The pre-season training camp traditionally takes Britain’s top teams to warmer climes and 2012 has been no different.
In January, Team Sky and Endura Racing set up separate camps in Mallorca, while Team UK Youth trained at Gran Canaria. This month, Team IG-Sigma Sport will travel to Tuscany and Rapha Condor Sharp will return to Spain to build on foundations laid during their first visit in January.
The training camps provide the first opportunity for many riders to work with their new teammates. Team Sky’s gathering in Mallorca was clearly time well spent if judged by Mark Cavendish’s success in Qatar. For an experienced professional like Cavendish, the pre-season training camp will have been a familiar staging post. For the newest recruits to Britain’s most successful teams, however, the overseas gatherings represented a new experience and a significant step towards fulfilling their ambitions of success at cycling’s highest levels.
Felix English and Oliver Rossi, two riders signed before Christmas by Rapha Condor Sharp as part of the team’s stated goal in 2012 of developing under-23 talent, spent two weeks last month in Lanzarote working with more experienced teammates including Dean Downing and James McCallum.
Brighton-based English raced on the road for the Science in Sport team in 2011, and on the track for Ireland, both at under-23 level. Ilford’s Rossi raced as a junior last year, and in 2012 will make the jump to senior level by racing against some of Europe’s most experienced professionals.
For both riders, recruitment to the ranks of Rapha Condor Sharp, winners of last year’s Tour Series, has represented a step into the rarified world of the elite cyclist. Rossi describes “surreal” visits to Condor Cycles to be measured for a custom bicycle and to Sheffield’s private Claremont medical facility for physiological tests. They are refreshingly enthusiastic about the opportunity presented them. “I was ecstatic,” Rossi recalls of an unexpected phone call from team manager, John Herety, inviting him to join the team. English talks of “running around the place” after receiving a text from Herety while on holiday in Mallorca.
Both, however, are serious, realistic, and unmistakably focused when quizzed on the year ahead. Rather than sit back and congratulate themselves on their good fortune, the immediate response of either to Herety’s unexpected communication was to get back on the bike.
“I trained a lot,” says English of his pre-Lanzarote preparations, while Rossi talks of “four to five hour rides, three to four times a week”.
The Southern-based pair flew to Lanzarote from Gatwick, meeting teammates who had travelled from Manchester at the team’s hotel. English describes the focus of the fortnight on Spanish roads as more technical than physical. “Just riding in a group was quite a challenge, particularly in the strong cross winds,” he says. Both agree on the camp’s primary goal: to gel the team as unit. “The main thing John Herety wanted us to do was not to attack each other on the road. The whole point was that we would ride as a team. That was the biggest thing,” says Rossi. English concurs: “We just looked after each other out on the road. If anyone wasn’t feeling great, we’d adjust the pace.”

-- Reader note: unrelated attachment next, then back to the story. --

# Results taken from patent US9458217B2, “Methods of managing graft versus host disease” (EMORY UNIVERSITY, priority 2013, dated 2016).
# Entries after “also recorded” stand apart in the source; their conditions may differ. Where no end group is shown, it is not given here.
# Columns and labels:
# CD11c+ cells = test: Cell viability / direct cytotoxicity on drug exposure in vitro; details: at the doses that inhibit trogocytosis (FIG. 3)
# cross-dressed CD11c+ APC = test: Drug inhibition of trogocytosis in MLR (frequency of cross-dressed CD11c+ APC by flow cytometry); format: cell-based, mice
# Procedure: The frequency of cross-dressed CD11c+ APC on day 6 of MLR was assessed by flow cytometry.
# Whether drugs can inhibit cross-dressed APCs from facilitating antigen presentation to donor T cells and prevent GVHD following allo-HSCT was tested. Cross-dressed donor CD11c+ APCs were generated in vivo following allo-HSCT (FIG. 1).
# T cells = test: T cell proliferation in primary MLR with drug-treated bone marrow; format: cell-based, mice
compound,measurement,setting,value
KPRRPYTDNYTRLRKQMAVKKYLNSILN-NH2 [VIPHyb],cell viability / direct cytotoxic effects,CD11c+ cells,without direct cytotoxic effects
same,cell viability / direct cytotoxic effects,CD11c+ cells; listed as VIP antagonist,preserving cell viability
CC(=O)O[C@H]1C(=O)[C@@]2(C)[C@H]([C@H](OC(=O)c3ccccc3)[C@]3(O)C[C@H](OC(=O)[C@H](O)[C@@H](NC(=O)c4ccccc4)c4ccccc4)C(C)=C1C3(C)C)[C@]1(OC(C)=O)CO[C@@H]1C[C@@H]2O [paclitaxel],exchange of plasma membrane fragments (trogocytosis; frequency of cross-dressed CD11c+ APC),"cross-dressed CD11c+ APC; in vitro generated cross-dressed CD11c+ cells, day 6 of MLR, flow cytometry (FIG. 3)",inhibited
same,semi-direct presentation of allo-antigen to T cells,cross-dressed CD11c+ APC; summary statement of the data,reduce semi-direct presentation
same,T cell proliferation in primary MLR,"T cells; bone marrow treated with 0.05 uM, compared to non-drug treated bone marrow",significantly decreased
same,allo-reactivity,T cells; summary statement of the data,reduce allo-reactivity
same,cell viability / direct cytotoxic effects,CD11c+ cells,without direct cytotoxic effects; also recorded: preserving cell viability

A good team spirit is a by-product of a successful training camp, an intangible that cannot be created through any amount of drills on the road. “It was the first time I had been away with any team where everyone got on really well. It really showed, off the bike and on. The two weeks just flew by,” says English. “We just go on with everything,” adds Rossi. “They were just really nice guys.”
English will start his season at the Tour of Taiwan, while Rossi begins his career in the signature black and pink of RCS at the UCI 2.2 category Tour de Normandie. “That will be my first race as a senior,” he says. “It’s eight days and I’ve never raced for more than three or four days. It’s going to be a huge learning curve for me. If I’m getting through and feeling ok, that will be a huge achievement for me.”
He is equally focused on domestic events, targeting top 10 finishes in events on British Cycling’s Premier Calendar, and developing his abilities against the clock. “I think I’ve got a shot at the national under-23 Time Trial championship this year. I can definitely medal, but I would like to have a shot at winning,” he says.
English will be seeking to build on gains made last year in what he believes will be “quite a big learning year”.
“I would like to finish in the top five at [UCI] 1.2 and 2.1 races. There’s pressure to do well in the Tour Series as the team was so successful last year and the television exposure is great for our sponsors.
“I think the team will be underestimated a bit this year because of the younger riders. However, I think the team is still really strong.” He points to the experience and results of teammates Cuming, House, Downing, Handley, Lang, Grenda, and Jennings. “They all have some really good results.”
As a member of Ireland’s track team, Olympic year holds additional excitement.
“It’s going to be a brilliant year. It’s so much more exciting to be involved when you get to know the guys competing. I trained a lot with Martyn Irvine, who’s pretty much secured his qualification for the Olympics. Coming from two years ago to being involved now, it’s really exciting.”
Rapha Condor Sharp’s riders will return to Spain for a second training camp later this month. 2012 will be an interesting year for a team accustomed to success, and for English and Rossi, will present an opportunity to display their talent at a level far higher than any at which they have previously competed.